I’m also hearing rumblings from the fringe that perhaps this is a man-made virus. The theory, as I understand it, is that terrorists in the Middle East developed this MERS-COV to be a weapon and it leaked out into the populace. Personally, I’d need a lot more info before I could buy into this theory. I’m not saying it is impossible and I’m not discounting it entirely. But, terrorists thus far haven’t really impressed with me with their technological expertise. Developing a new virus isn’t something that I think could be done in a cave somewhere.

I remain hopeful the CDC and other agencies can get this under control before it spreads much further.

Jun 042013
 

If you didn’t make it to Atlanta this past weekend, you missed one heck of a good time! Here’s just a sampling of what you missed.

–The great guys at Martin Knives unveiled the designs for the knives being featured in the new books in The Survivalist series by Sharon Ahern and Bob Anderson.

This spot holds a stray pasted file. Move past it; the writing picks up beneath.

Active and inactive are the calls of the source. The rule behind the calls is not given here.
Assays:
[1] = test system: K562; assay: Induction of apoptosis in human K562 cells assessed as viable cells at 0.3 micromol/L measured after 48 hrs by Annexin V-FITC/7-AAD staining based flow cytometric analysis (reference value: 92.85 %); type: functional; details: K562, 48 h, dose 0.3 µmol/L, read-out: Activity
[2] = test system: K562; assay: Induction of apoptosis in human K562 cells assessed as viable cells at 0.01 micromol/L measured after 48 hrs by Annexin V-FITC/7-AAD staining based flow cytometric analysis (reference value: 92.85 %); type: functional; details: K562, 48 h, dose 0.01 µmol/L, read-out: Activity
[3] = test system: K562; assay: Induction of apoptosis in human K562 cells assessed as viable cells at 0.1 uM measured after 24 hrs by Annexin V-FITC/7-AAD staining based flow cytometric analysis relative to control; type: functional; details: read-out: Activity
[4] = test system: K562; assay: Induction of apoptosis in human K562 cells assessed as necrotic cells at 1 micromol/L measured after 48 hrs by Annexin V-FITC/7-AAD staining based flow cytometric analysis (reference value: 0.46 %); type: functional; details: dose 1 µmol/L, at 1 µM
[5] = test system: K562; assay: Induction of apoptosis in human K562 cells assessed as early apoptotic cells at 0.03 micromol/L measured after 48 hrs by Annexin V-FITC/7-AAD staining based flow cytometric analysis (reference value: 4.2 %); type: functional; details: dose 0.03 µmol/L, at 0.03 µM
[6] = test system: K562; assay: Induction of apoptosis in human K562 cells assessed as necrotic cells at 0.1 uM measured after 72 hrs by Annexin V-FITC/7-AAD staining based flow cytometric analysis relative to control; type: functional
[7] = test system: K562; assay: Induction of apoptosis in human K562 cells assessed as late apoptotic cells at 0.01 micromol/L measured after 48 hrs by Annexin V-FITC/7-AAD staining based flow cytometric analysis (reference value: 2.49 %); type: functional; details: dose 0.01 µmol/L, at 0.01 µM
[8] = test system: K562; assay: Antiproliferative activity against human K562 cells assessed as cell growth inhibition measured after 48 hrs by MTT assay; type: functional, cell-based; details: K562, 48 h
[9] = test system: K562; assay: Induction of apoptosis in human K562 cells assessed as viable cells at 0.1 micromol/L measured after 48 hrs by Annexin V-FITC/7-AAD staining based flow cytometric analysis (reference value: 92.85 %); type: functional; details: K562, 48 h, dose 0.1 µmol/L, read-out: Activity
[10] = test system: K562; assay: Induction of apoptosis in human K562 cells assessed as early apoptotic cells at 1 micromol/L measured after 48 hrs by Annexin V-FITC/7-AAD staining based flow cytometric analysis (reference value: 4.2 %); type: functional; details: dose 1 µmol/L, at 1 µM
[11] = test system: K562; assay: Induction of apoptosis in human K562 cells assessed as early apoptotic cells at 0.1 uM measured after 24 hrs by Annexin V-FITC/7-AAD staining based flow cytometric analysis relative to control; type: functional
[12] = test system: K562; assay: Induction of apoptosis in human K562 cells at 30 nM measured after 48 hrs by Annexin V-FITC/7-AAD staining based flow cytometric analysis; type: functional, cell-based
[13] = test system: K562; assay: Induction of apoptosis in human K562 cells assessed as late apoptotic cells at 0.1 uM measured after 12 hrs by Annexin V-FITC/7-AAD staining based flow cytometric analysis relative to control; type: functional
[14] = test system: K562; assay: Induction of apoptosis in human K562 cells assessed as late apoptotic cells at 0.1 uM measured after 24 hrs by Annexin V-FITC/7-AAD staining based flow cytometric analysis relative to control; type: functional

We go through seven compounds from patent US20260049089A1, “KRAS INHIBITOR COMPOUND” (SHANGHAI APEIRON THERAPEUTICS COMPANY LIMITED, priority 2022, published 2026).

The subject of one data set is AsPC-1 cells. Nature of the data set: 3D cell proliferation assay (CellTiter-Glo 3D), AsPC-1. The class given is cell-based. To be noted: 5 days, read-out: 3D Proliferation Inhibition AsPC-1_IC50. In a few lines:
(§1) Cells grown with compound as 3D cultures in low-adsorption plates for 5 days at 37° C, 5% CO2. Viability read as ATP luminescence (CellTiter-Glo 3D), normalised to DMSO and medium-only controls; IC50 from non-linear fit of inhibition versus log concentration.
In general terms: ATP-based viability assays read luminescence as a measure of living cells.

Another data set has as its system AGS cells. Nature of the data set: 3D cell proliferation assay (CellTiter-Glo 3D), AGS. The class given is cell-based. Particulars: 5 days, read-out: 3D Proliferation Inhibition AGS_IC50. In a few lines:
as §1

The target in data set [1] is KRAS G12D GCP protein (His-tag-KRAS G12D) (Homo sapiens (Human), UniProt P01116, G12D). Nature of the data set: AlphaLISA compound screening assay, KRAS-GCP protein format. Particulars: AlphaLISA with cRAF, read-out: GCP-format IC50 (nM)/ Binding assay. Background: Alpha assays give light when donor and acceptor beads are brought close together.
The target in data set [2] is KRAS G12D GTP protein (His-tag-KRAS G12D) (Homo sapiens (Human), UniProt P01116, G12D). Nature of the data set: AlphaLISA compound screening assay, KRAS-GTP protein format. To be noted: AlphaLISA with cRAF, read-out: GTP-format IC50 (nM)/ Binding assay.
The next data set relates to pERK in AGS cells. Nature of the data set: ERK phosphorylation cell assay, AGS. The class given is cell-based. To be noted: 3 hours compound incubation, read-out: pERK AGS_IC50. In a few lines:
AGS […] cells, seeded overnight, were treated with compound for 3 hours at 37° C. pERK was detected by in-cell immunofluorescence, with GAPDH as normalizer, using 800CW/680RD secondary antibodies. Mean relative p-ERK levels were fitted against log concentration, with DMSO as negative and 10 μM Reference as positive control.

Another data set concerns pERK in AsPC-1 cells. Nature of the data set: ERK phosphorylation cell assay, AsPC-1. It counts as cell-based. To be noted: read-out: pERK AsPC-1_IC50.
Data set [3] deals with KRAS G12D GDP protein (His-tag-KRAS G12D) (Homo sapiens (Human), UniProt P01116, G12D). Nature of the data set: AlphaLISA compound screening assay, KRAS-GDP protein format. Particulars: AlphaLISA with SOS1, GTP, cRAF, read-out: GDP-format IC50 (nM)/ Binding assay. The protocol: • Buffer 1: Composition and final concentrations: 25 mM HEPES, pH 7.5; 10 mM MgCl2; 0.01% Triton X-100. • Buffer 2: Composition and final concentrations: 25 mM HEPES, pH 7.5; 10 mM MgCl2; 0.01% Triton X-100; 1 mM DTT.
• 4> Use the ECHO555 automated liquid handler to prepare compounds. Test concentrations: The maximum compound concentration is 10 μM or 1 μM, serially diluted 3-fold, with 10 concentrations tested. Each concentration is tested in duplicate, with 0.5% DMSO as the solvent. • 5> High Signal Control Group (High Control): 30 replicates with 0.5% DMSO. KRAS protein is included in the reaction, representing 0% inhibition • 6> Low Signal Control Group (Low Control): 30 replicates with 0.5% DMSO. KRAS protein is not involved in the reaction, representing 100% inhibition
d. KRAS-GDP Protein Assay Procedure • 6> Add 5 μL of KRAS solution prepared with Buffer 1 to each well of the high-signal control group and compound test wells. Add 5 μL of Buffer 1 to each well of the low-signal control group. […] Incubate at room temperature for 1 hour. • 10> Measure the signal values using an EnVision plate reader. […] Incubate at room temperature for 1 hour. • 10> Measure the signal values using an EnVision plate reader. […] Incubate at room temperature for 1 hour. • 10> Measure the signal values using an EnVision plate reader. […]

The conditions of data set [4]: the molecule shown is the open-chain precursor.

–My good friend Chance Sanders had his new knife, produced by Mission Knives, featured at their booth. It is a heavy-duty blade, made for tough work whether you’re homesteading or out in the bush.

–There were great learning sessions put on by folks like Creek Stewart and his compatriot Clint Jivoin (both from Willow Haven Outdoor), Charley Hogwood from P.R.E.P., Paul Purcell (author of Disaster Prep 101), Lucinda Bailey (The Seed Lady), and the always lovely Stacy Harris (author of Recipes and Tips for Sustainable Living). Of course, there was also a short presentation by me on the subject of home defense and security.

–The great folks from Living Ready Magazine had free copies of the current issue for everyone. There were also copies of Blade Magazine for folks too.

–Hundreds of vendors featuring custom knives, survival gear, dehydrated and freeze-dried foods to sample, and lots of great conversation and tips being shared.

–There were all sorts of demonstrations going on, from battle skills to throwing knives.

I can honestly say I did not meet anyone at the show who wasn’t exceptionally friendly and knowledgeable.

Click here for video and photos from the Living Ready Expo.